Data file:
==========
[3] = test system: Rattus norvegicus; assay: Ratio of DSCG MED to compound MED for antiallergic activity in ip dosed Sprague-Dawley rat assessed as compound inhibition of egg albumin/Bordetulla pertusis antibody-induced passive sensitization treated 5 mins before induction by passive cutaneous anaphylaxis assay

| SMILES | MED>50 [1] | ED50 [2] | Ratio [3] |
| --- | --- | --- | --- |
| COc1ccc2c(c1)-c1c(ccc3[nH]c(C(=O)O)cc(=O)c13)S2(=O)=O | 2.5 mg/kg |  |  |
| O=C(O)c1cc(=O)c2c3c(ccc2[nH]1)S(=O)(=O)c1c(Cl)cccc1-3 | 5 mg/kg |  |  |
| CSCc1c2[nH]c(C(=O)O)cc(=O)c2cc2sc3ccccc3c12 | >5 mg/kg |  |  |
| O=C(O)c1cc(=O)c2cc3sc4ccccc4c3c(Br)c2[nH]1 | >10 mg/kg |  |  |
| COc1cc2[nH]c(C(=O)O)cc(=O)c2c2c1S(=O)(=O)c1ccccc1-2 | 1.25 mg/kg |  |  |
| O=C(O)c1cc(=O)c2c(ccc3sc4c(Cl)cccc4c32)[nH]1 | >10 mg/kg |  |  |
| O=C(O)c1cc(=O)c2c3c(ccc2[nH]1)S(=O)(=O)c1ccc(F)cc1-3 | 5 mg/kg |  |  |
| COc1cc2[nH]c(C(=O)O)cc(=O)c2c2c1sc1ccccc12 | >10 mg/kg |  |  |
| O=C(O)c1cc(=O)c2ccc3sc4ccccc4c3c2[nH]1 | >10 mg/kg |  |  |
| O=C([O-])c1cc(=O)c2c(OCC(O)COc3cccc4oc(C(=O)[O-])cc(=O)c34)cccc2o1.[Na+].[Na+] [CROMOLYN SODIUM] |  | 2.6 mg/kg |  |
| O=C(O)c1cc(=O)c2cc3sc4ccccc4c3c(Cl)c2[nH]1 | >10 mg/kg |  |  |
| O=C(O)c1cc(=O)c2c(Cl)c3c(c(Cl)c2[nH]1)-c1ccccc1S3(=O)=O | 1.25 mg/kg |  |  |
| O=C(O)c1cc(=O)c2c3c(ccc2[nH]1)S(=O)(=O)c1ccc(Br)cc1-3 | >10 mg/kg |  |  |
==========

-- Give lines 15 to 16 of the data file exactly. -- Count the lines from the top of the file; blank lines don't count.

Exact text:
| O=C(O)c1cc(=O)c2c(Cl)c3c(c(Cl)c2[nH]1)-c1ccccc1S3(=O)=O | 1.25 mg/kg |  |  |
| O=C(O)c1cc(=O)c2c3c(ccc2[nH]1)S(=O)(=O)c1ccc(Br)cc1-3 | >10 mg/kg |  |  |